After my mammoth reading session in January, I haven’t done so well this month.  I’m blaming half term and now chicken pox for absorbing all my time!

I did manage to complete my B for A-Z authors but should really be much further along than this by now…I need to choose shorter books I think.

Here’s what I’ve read this month:-

A Walk in the Park by Jill Mansell – I do love a good Jill Mansell book.  She is one of my ‘go to’ authors when I want a romantic story to curl up on the sofa with and lose myself for a day or two.  This didn’t disappoint.  Lara Carson vanished from Bath 18 years ago, leaving her family and her boyfriend, Flynn without a word.  Now she’s back in town.  There’s no-one more delighted to see here than her childhood best friend, Evie, who is just about to get married.  Or so she thinks.  This is a lovely story of how life might not always turn out the way you think, but that sometimes, these hiccups can be the best thing to ever happen to us.
Star rating: ***

The Skeleton Cupboard: Stories from a clinical psychologist by Tanya Byron – This is Tanya Byron’s account of her years in training as a clinical psychologist.  She shares incredible stories of some of the patients she met during her placements and how they inspired and taught her so much.  Although all the case studies aren’t actually real (rather based on some of the people she worked with) I thought it was an incredibly moving book.  It reminded me how people are unique and amazing individuals.  Well worth a read although you may find yourself shedding a tear or two.  It is also my ‘B’ for A-Z of authors.  Now for the C!
Star rating: ****

The Loveliest Chocolate Shop in Paris by Jenny Colgan – After suffering an unfortunate freak accident in the chocolate factory she works in, Anna Trent finds herself stuck and unmotivated.  A chance meeting with her old French teacher, Claire sees Anna make the decision to move Paris to work with a master chocolatier, Thierry.  Thierry is the former sweetheart of Claire and this book follows Anna and Claire in the present as well as Claire and Thierry when they were courting.  It’s a lovely, heart-warming story about healing old wounds, finding love and, of course, it is filled with delicious recipes as usual in Jenny Colgan’s books.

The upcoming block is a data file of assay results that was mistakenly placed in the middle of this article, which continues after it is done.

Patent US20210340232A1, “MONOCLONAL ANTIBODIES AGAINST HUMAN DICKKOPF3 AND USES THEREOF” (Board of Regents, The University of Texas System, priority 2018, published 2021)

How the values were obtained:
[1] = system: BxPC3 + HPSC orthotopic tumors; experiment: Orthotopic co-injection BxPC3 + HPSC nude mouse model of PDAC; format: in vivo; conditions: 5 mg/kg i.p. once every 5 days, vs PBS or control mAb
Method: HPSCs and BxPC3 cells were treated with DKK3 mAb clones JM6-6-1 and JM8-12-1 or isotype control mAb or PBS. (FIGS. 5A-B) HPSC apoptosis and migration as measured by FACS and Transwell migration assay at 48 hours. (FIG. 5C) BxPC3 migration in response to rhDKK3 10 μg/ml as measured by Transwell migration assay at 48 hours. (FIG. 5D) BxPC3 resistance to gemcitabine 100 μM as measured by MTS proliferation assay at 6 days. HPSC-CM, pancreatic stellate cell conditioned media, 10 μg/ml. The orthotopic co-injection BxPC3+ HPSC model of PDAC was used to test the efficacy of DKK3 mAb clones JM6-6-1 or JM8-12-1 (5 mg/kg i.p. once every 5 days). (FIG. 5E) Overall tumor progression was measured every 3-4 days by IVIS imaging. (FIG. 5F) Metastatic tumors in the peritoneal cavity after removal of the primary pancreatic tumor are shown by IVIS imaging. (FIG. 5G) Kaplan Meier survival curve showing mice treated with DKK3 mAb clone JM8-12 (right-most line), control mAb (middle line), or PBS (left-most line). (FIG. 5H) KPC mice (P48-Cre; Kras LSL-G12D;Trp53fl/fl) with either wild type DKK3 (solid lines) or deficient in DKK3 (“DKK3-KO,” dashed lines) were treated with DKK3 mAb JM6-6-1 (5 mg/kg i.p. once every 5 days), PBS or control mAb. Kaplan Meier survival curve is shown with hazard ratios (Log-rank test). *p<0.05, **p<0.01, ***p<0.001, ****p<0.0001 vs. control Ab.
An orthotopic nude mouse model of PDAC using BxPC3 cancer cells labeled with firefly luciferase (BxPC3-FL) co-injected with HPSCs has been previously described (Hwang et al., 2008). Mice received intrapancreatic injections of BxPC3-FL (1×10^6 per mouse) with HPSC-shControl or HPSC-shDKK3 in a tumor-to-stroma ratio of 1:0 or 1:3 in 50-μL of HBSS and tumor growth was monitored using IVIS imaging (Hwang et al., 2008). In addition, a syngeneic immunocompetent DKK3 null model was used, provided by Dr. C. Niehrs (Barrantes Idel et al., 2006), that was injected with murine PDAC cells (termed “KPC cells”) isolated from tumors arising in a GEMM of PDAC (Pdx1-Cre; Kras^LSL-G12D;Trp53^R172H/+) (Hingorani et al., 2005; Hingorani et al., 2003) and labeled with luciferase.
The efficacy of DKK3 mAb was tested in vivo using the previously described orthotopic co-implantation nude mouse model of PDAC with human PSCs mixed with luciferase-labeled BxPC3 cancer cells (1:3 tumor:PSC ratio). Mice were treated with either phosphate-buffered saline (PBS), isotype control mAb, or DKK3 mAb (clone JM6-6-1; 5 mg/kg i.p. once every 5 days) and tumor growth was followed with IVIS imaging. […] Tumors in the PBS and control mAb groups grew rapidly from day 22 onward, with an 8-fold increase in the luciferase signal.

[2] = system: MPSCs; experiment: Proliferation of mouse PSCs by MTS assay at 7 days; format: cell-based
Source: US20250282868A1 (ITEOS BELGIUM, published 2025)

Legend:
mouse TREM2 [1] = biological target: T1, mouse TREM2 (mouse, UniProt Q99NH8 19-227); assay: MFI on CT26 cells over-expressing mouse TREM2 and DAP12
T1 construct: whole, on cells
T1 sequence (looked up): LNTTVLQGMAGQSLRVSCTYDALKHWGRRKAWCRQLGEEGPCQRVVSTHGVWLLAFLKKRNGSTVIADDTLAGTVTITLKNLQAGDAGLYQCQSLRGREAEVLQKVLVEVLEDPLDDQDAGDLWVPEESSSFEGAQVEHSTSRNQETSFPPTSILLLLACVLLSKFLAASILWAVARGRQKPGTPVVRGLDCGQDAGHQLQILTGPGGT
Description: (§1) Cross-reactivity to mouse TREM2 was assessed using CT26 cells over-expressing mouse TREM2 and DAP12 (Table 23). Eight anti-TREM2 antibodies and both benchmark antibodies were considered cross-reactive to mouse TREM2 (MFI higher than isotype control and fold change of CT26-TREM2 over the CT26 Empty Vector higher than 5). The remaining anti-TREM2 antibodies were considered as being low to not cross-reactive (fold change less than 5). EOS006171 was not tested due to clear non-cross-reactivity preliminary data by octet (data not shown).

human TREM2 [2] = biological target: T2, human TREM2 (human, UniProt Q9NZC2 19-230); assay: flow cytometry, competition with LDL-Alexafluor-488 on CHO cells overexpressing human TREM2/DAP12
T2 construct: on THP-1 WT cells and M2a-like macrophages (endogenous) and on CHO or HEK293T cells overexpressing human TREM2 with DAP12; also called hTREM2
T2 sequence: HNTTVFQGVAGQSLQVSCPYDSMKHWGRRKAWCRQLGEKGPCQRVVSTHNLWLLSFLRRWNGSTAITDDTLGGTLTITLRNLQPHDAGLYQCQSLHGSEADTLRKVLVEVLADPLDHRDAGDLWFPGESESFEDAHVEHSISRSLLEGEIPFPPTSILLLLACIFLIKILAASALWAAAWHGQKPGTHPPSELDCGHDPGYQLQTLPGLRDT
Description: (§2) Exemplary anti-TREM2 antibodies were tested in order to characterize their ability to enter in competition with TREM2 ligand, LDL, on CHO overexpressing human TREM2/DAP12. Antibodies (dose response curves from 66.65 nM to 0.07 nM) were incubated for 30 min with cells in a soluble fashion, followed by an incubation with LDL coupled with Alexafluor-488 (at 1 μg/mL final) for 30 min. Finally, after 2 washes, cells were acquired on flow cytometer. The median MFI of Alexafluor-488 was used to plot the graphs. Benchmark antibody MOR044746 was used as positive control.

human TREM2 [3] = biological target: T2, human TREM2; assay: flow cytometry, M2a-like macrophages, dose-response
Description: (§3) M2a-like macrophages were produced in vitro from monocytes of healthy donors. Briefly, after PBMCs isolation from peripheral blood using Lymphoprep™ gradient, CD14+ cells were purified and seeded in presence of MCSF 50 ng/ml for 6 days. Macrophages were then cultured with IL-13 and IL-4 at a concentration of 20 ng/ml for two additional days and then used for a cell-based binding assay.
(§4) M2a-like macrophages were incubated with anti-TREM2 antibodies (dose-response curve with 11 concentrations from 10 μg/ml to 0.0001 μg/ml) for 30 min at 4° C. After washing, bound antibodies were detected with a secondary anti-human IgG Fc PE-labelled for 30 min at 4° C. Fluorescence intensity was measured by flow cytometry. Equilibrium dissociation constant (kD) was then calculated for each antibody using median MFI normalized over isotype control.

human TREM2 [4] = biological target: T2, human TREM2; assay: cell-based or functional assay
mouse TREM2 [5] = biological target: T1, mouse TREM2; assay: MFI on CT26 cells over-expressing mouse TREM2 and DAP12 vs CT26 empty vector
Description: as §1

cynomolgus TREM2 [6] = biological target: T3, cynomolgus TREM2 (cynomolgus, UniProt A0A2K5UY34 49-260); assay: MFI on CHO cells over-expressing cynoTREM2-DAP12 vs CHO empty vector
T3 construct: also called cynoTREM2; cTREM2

Star rating: ****

Have you read any good books this month?  Let me know if you’ve got any recommendations.

Linking up with A-Z Authors and Read with Me.

I am a huge fan of taking shortcuts where possible in the kitchen.  Having two young children, there isn’t always time to do everything ‘properly’ and if you’ve ever seen me make a cake then you’ll know exactly what I’m talking about (I go for the ‘dump it all in together and hope for the best’ method of baking)

So if, like me, you are looking for ways you can cut down on the amount of time you spend cooking the evening meal with a child hanging off each leg, then here are my top 5 life hacks for the kitchen:-

1. Cook your bacon in the oven
This is one I only discovered recently after many years of dodging spitting fat as I tried to fry my bacon.  If you have never cooked bacon in the oven then you are missing out.  Not only does it come out deliciously crunchy but it also means you can pop it in the oven and walk away until it is ready, without having to stand around by the hob.  Trust me, your weekend bacon sarnies will never be the same again.

2. Use your microwave
Pre-children, I would only ever use the microwave for heating microwave meals and not much else.  In fact, most of the time it just sat on the kitchen worktop, taking up space and gaining dust.  Now I use the microwave for everything: I steam vegetables, roast garlic, soften sugar, poach eggs, proof dough and so on.

My favourite use is part-cooking vegetables and potatoes if I’m making a stew or a casserole and I need to do it quicker than normal.  This ensures that the contents are soft (James and the kids don’t like their veggies to be crunchy!)  If you don’t have a microwave then you should definitely invest in one.  You can get many great deals, such as these Panasonic microwave ovens.  

3. Use tongs for fruit squeezing
Once upon a time I owned one of those cheap white plastic fruit squeezer things which is supposed to be the best way to get lemon/lime/orange juice and so on.  Either I just didn’t get the knack of doing it correctly or they really are as useless as I think.  I have found a much easier way is to cut my fruit in half and use a pair of tongs to squeeze each half, successfully de-juicing them.

4. Refrigerate onions
If you don’t want to be weeping buckets every time you try and chop an onion then store them in your refrigerator.  I’ve been doing this for a number of years and it works a treat.  No more stopping every few seconds to dab at stinging, running eyes.  I have also heard that putting a slice of bread in your mouth (with some partially sticking out) can also work as the bread absorbs the fumes before they reach your eyes.  Can’t say I’ve tried this out though personally.